HomeHealth Care NewsStates Band Together to Expand Treatment for Mental Illness

States Band Together to Expand Treatment for Mental Illness

State legislatures are considering the “Interstate Licensed Professional Counselors Compact,” which would allow mental health therapists licensed in one jurisdiction to practice in any other that is party to the agreement.

The proposal would expand mental health services delivered primarily through telehealth but also in person. The compact could offer consumers consistent standards of practice across borders by sharing disciplinary sanctions in the event of complaints against a provider.

The compact would allow officials to nearly instantly verify the licensure status of practitioners.  Individual states would continue to regulate care.

States with active military service personnel have been especially receptive because the compact allows spouses to continue working in the event of a move.

Ten states must enact the compact into law before it can go into effect, according to counselingcompact.org. As of March 2022, Alabama, Georgia, Maryland, Mississippi, Utah, and West Virginia had enacted legislation, and bills were pending in 16 states.

Pandemic Drove Demand

Demand for mental health services has risen since the pandemic began, says Matt Dean, a senior health policy fellow at The Heartland Institute, which co-publishes Health Care News, in written testimony on the compact.

“The pandemic has made things much worse for those living with mental illness and stressed otherwise healthy people to the point where they now need help,” said Dean. “Isolation, stress, and life changes have created an unprecedented surge in demand for already scarce mental health services.”

Mental illness has increased during the pandemic, according to a study by the Centers for Disease Control and Prevention published in 2021.

“During August 2020–February 2021, the percentage of adults with recent symptoms of anxiety or a depressive disorder increased from 36.4% to 41.5%, and the percentage of those reporting an unmet mental health care need increased from 9.2% to 11.7%,” states the report. “Increases were largest among adults aged 18-29 years.”

COVID-19 lockdowns made access to care more difficult, says Dean.

“[P]atients were prevented from travel or from participating in residential, group, and (in many cases) in-person counseling,” said Dean.

Colorado’s Access Issues

Patients in Colorado, which ranks 47th among the states in terms of overall mental health care according to a national survey published by Mental Health America, a nonprofit advocacy group, have been especially hard-pressed.

In-person care is difficult in rural areas of the Rocky Mountains, says Dean, who testified before the Colorado Senate Finance Committee.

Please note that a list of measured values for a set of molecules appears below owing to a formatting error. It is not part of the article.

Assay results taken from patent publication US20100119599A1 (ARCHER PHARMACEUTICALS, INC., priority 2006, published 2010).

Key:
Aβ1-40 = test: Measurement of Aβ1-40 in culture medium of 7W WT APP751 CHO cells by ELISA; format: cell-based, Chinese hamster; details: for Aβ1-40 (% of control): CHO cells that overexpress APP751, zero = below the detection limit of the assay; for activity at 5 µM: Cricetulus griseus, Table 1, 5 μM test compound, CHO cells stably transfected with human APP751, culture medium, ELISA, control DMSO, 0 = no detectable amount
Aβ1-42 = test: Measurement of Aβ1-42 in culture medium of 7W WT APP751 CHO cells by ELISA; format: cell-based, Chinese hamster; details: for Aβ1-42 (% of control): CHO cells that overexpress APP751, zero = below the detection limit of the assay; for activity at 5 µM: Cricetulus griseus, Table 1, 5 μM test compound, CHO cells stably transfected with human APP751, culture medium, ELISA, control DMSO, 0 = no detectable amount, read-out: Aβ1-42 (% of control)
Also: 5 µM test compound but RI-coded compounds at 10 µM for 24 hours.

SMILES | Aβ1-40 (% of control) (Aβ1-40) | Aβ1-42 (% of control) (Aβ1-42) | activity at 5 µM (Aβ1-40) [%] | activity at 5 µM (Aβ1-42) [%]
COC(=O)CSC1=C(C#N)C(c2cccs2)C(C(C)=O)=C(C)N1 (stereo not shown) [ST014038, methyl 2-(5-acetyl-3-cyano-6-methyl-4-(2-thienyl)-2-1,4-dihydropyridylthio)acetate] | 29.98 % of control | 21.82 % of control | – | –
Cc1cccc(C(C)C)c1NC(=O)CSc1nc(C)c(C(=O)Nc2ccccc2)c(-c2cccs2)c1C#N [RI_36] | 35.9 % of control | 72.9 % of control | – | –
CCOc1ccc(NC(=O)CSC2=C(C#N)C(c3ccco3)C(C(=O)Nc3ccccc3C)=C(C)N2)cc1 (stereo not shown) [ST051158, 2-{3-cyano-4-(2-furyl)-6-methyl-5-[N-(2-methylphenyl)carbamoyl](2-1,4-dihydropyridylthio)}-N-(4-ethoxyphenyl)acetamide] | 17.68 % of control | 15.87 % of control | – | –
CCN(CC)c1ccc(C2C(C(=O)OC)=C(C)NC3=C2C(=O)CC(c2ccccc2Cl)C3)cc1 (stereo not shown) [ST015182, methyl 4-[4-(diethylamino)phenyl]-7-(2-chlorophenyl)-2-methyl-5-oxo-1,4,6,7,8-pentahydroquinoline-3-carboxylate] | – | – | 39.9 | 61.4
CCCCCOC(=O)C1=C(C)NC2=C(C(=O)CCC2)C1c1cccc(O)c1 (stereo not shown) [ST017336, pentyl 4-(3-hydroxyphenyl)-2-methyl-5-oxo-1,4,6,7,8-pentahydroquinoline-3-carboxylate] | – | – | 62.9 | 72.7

“Access issues driven by sparsity and terrain certainly impacted that ranking,” said Dean.

Colorado has unmet demand for mental health counseling, says Kiara Kuenzler, Psy.D., CEO of Jefferson Center, a private health care provider, according to a news report on the State of Reform website.

Kuenzler said her organization has more than 60 unfilled positions for licensed professional counselors and could serve many more patients each year if the compact takes effect.

Telehealth Speeds Compact

Minnesota is considering the counseling compact, says state Sen. Jim Abeler (R-Anoka).

“Telehealth has really taken off since the pandemic,” Abeler told Health Care News. “It has moved the discussion forward by 10 years.

“When people cross state lines and they want to continue care with their counselor in the former state, they suddenly find out they can’t,” said Abeler. “So, this fills that gap. I think of any compact [in health care], this would make the most sense. It will help deal with the staff shortages and access issues which are really harming the entire health industry.”

Licensing compacts exist for a wide variety of health care professions, including speech and occupational therapists, physician assistants, and nurses. They either expedite the licensing process or offer “mutual recognition” of licenses from home states. The counseling compact uses the mutual recognition model. All provisions in the model legislation must be enacted by a state to officially join the compact.


AnneMarie Schieber (amschieber@heartland.org) is the managing editor of Health Care News.


Internet info:

Counseling Compact Model Legislation, The Council of State Governments National Center for Interstate Compacts, December 4, 2020:

AnneMarie Schieber
AnneMarie Schieber
AnneMarie Schieber is a research fellow at The Heartland Institute and managing editor of Health Care News, Heartland's monthly newspaper for health care reform.


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